The Stockton Record
By Reed Fujii

March 21, 2007

Hundreds of delivery truck drivers in California are being unlawfully forced to pay thousands of dollars apiece in annual expenses by a company that purposefully misclassifies them as independent contactors instead of employees, a class-action lawsuit charges.

The suit names Cardinal Logistics Management Corp. of Concord, N.C., as enlisting the drivers to provide delivery services for Home Depot stores. Plaintiffs in the case are represented by three California law firms, including Herum Crabtree Brown in Stockton.

That firm’s Jennifer Whipple characterizes the case as “one of the most blatant cases of deliberate misclassification” she’s ever seen.

Whipple said Tuesday that Cardinal Logistics and other companies use the tack to avoid many costs, such as unemployment and worker’s compensation insurance, as well as working expenses for equipment, supplies and uniforms, by shifting them onto their employee “contractors.”

A Cardinal Logistics spokeswoman Tuesday acknowledged the company has received the lawsuit, filed last week in Alameda County Superior Court. “We will address the questions at the appropriate time with the appropriate parties,” said Lynne Andrews in a telephone interview. However, under standing company policy, she said, “We can’t comment on pending litigation.”

The lawsuit claims that Cardinal directs and controls the work its delivery drivers perform, but has established an elaborate system and a series of documents to disguise the employer-employee relationship. For example, Cardinal requires the drivers to agree to provide their own equipment to perform deliveries, but also requires them to lease the trucks from the company and cover all costs, such as fuel and maintenance, the suit says. It also charges that as a condition of employment, the drivers are required to establish their own corporations or limited liability companies, which “serve no purpose other that to perpetuate and shield Cardinal’s scheme.”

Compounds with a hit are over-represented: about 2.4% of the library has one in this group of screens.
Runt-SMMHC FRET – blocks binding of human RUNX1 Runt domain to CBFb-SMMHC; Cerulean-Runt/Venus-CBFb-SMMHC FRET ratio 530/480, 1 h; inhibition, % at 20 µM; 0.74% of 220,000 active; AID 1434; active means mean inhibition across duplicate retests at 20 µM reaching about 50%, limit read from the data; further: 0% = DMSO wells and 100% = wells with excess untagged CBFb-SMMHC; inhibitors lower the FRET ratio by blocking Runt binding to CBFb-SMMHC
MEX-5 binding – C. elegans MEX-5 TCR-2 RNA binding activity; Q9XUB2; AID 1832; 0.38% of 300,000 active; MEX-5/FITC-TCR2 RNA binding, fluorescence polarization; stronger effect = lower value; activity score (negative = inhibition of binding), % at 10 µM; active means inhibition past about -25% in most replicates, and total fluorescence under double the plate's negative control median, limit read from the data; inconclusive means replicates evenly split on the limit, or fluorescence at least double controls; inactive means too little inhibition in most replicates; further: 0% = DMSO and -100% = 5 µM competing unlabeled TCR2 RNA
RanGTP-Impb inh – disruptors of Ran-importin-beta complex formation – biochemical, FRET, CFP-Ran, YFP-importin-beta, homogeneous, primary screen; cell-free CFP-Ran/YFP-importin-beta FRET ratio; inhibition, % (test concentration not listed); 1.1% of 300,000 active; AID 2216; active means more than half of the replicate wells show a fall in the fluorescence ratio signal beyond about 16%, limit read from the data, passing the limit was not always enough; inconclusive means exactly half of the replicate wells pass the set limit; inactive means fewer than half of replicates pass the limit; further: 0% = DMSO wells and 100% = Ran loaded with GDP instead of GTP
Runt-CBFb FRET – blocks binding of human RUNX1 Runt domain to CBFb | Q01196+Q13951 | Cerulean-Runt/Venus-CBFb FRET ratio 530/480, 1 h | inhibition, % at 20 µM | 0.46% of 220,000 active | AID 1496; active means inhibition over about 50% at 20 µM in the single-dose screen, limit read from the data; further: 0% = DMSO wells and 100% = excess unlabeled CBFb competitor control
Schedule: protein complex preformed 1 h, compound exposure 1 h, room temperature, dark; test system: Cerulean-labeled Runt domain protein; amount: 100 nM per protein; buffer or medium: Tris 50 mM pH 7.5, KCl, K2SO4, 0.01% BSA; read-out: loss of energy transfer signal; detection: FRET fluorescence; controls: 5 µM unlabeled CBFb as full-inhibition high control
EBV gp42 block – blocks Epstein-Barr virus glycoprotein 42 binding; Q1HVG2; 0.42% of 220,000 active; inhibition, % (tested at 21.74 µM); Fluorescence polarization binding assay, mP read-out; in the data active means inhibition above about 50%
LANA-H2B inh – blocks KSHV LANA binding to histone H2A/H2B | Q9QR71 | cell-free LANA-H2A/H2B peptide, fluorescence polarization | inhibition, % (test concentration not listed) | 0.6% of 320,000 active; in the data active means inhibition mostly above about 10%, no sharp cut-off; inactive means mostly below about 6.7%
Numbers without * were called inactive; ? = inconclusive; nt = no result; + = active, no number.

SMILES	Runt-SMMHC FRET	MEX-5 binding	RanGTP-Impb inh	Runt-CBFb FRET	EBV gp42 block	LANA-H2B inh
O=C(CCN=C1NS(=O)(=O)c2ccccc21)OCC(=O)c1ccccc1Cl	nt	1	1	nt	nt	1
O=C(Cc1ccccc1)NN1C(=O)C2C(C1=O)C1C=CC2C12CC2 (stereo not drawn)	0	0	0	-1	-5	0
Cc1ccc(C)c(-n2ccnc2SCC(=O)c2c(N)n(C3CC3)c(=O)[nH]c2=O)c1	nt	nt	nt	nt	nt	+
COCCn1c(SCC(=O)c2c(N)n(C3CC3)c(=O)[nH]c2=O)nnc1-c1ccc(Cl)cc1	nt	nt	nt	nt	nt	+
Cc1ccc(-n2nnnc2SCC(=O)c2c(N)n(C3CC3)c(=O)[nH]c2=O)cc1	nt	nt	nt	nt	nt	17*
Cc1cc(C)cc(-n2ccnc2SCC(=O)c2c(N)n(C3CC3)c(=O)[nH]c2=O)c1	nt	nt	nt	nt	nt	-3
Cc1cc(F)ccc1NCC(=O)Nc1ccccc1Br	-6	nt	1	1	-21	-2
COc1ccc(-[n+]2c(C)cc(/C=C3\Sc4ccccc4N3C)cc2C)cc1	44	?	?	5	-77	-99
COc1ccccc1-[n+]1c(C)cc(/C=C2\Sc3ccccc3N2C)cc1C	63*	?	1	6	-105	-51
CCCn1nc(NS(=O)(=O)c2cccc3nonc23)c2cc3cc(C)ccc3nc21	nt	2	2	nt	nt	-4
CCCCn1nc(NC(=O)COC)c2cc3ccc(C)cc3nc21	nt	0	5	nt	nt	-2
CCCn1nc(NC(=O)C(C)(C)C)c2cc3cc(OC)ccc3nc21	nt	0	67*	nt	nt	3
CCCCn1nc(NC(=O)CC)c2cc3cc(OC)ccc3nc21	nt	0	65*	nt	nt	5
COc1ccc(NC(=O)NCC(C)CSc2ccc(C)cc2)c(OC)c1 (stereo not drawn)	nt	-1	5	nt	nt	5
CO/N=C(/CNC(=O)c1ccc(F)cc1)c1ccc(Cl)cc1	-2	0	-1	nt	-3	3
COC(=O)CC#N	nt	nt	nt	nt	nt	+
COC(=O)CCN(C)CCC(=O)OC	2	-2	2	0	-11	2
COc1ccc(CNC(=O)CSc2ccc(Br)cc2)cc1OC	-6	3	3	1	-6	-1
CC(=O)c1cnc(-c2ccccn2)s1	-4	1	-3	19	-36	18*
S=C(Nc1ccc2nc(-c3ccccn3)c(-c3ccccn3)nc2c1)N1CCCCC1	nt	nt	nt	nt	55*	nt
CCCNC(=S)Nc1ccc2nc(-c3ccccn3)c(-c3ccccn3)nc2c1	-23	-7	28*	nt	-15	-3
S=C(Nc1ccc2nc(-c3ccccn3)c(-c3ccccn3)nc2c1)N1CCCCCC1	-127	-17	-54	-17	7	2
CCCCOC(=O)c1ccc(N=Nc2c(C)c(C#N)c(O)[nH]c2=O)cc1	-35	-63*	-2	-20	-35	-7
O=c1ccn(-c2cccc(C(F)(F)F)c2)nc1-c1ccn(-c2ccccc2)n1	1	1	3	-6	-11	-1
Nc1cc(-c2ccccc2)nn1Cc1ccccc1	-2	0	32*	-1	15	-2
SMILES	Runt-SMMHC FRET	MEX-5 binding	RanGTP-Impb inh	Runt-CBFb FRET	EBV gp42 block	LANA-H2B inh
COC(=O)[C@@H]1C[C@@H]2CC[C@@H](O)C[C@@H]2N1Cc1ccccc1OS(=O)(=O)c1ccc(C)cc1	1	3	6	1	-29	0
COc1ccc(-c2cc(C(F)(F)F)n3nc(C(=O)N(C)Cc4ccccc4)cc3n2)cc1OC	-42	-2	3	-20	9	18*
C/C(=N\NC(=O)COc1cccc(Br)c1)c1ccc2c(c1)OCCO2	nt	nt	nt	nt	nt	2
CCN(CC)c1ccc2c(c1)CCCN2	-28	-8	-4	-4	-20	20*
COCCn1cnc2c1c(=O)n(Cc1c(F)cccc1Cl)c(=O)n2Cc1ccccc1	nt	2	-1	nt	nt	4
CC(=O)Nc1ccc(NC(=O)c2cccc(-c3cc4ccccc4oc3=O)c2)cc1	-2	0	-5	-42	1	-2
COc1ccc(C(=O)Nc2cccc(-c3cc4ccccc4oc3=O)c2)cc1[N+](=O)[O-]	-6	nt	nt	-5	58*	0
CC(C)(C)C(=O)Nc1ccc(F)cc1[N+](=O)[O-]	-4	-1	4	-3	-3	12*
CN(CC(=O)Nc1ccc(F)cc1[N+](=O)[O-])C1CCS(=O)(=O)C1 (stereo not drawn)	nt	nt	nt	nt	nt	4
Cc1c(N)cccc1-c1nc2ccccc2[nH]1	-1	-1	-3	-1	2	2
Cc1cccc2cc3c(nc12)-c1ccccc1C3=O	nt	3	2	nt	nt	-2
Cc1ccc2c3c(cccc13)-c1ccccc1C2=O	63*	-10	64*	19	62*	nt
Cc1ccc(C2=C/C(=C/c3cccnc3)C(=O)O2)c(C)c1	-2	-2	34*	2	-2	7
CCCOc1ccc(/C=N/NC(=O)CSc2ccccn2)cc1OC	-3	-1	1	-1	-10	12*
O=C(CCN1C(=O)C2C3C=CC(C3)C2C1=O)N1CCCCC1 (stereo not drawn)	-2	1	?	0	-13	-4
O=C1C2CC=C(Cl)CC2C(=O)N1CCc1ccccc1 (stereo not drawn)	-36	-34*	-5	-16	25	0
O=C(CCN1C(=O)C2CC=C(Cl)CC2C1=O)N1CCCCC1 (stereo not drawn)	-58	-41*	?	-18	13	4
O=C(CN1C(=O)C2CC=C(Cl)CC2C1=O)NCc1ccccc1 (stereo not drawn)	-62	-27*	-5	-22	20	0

The complaint stems from the specific case of Gerald Smith of Reno, Nev., represented by Whipple, who worked as a delivery driver for Cardinal, driving a Home Depot-labeled truck and wearing a uniform with both Home Depot and Cardinal logos from May 2004 to November 2006.

Smith worked eight to 10 hours a day, six days a week, receiving a weekly paycheck from Cardinal after the company deducted a substantial proportion of his earnings for expenses, calculated entirely by Cardinal, the suit said. All of his work was done at the company’s direction.

“This company ignores its legal responsibilities to its workers and is maximizing profits at the expense of its workers,” Whipple said. “It is illegal and grossly unfair, and we look forward to getting some justice for these drivers.”

The suit seeks certification as a class action, unspecified damages and restitution, and an injunction requiring Cardinal to change its business practices in California.

Cardinal Logistics provides logistics and transportation services to companies nationwide, with about $240 million in annual revenue. It is owned by the Chicago-based private equity firm GTCR Golder, Rauner.